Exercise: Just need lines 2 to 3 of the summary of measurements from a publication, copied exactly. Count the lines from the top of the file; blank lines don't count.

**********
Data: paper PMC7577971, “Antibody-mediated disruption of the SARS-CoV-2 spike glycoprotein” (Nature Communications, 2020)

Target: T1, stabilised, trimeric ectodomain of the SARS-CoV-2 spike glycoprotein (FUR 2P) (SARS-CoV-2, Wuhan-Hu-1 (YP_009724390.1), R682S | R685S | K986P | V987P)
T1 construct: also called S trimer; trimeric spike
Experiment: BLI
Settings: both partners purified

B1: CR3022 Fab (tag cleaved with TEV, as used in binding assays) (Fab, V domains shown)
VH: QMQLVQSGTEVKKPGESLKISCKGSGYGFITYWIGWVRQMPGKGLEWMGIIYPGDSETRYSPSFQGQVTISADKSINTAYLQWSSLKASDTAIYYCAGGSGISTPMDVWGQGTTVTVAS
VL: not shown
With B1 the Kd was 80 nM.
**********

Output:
Target: T1, stabilised, trimeric ectodomain of the SARS-CoV-2 spike glycoprotein (FUR 2P) (SARS-CoV-2, Wuhan-Hu-1 (YP_009724390.1), R682S | R685S | K986P | V987P)
T1 construct: also called S trimer; trimeric spike